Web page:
Cuba Replaces Soviet-Era Passenger Aircraft

March 29, 2006

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Cuba plans to buy five more Russian passenger jets after receiving two long-haul Ilyushin Il-96s to replace aging Soviet-era aircraft, a Russian diplomat said on Tuesday.

The new order by flag carrier Cubana de Aviacion is for another two wide-bodied Il-96-300s and three medium-range Tupolev Tu-204s, one of them fitted for air freight, the diplomat said.

The new sales contracts will be finalized in April and financed by Russia's Ilyushin Finans Co., he said.

Three weeks ago, Cuba received a second Il-96-300 furnished with a VIP cabin for use by President Fidel Castro that can be reconfigured for commercial flights, he said.

"It is not only for travel by the Comandante," he said, referring to Castro.

The plane is also being used to carry Cuban doctors working in countries as far afield as Pakistan and to bring patients to Cuba for free treatment and surgery, the ruling Communist Party newspaper Granma said.

The first 260-passenger IL-96 arrived in December and has been in use on commercial flights to South American cities.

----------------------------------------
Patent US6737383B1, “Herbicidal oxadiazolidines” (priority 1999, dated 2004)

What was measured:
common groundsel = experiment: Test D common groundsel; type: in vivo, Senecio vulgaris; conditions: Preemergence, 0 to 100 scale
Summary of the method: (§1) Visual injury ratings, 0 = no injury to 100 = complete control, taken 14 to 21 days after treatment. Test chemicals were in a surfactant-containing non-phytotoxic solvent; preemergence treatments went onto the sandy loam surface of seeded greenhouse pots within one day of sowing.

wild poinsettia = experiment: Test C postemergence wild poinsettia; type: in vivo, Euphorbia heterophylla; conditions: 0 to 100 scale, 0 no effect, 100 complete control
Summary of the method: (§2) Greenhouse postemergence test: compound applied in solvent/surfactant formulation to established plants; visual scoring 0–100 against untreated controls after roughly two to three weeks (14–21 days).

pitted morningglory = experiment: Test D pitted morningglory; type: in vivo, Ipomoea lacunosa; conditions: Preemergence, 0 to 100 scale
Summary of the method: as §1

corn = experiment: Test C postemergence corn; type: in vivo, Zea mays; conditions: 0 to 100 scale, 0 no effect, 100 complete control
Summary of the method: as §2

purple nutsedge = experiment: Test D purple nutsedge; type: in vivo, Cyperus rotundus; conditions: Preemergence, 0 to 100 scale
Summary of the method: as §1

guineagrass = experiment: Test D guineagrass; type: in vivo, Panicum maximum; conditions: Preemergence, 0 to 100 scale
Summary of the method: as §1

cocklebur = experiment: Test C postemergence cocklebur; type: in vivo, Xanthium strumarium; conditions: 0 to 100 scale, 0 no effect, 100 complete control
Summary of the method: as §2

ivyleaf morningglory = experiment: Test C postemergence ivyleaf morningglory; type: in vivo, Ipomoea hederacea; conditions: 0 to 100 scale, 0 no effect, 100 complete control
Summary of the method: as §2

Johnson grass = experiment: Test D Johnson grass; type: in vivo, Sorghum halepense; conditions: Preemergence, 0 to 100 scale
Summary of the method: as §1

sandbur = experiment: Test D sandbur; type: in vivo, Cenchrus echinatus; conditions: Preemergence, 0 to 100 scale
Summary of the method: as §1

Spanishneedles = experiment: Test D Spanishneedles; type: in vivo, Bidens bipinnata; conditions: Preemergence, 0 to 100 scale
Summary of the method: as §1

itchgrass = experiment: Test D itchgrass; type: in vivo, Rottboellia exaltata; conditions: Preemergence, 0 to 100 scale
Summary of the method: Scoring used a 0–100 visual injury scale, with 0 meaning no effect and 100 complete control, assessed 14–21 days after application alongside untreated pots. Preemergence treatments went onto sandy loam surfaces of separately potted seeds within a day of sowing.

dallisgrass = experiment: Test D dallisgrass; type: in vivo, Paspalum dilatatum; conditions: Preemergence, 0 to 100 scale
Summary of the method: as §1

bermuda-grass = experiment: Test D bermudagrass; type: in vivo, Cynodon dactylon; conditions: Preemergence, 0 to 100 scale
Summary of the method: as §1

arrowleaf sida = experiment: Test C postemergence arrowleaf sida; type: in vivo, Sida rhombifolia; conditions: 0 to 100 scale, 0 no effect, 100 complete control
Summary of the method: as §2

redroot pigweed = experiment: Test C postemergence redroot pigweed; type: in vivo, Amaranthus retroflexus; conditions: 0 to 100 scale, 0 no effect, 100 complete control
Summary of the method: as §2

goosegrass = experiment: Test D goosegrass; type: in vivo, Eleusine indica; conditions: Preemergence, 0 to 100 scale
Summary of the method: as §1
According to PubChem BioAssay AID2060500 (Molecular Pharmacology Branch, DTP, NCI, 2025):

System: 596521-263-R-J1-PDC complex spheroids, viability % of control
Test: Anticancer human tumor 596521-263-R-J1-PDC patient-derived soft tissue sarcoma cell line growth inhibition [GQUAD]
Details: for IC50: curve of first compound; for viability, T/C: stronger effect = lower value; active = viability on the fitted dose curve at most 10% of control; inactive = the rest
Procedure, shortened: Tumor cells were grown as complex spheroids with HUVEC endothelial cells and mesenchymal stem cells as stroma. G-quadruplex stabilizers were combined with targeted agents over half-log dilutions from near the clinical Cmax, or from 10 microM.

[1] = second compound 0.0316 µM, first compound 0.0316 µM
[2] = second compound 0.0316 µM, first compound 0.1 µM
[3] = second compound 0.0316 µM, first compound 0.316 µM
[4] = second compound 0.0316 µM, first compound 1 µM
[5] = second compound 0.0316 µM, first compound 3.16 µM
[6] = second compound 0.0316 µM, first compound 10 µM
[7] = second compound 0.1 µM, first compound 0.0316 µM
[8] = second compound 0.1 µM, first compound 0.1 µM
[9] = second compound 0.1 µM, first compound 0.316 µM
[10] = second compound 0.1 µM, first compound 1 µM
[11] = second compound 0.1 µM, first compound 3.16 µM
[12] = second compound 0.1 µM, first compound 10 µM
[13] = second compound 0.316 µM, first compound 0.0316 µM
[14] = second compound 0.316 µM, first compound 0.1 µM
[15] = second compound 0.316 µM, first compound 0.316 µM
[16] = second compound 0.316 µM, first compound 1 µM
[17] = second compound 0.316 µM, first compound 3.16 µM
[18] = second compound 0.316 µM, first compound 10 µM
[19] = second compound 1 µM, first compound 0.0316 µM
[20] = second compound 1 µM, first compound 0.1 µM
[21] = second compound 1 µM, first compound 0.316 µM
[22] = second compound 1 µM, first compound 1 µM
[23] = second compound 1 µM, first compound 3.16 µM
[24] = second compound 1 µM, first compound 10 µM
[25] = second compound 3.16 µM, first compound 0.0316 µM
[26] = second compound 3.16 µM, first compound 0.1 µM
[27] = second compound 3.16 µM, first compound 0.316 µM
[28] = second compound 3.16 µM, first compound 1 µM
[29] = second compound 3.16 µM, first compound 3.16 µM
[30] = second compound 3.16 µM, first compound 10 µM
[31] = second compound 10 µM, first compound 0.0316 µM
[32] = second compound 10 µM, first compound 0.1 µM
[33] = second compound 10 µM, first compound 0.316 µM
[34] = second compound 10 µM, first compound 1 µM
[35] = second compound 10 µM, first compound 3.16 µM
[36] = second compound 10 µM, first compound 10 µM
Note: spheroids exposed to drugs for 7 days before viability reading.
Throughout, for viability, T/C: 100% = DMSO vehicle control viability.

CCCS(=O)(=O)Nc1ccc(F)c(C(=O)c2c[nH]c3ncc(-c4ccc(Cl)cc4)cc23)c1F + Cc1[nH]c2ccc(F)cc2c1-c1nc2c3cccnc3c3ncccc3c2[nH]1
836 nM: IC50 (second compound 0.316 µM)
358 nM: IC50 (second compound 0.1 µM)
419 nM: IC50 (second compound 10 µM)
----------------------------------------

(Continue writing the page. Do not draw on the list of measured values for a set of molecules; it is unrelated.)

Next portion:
The brand-new planes are equipped with the latest navigation technology, the newspaper said.

For trips abroad, Castro has been flying an IL-62 built 30 years ago. Civil aviation authorities in the European Union and other countries no longer allow the plane to land because it does not meet safety standards.

Cuban officials had to scramble to get special permission to land Castro's plane in Japan during a trip to Asia in 2003, an Asian diplomat said.

Cuba is the first foreign customer for the IL-96-300 made at the Voronezh aircraft factory. The plane is flown mainly by Russia's flagship airline Aeroflot.

Russia grounded the IL-96-300 in August last year for safety checks on its braking system after problems with one of the planes disrupted a flight by President Vladimir Putin. The plane was cleared for flying six weeks later.